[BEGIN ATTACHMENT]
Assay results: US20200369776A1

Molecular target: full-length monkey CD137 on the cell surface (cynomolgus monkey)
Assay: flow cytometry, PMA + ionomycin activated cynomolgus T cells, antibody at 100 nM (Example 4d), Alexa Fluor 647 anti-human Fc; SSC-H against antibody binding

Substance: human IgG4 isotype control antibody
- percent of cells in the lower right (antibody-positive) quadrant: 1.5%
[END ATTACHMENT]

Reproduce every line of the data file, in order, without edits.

Assay results: US20200369776A1

Molecular target: full-length monkey CD137 on the cell surface (cynomolgus monkey)
Assay: flow cytometry, PMA + ionomycin activated cynomolgus T cells, antibody at 100 nM (Example 4d), Alexa Fluor 647 anti-human Fc; SSC-H against antibody binding

Substance: human IgG4 isotype control antibody
- percent of cells in the lower right (antibody-positive) quadrant: 1.5%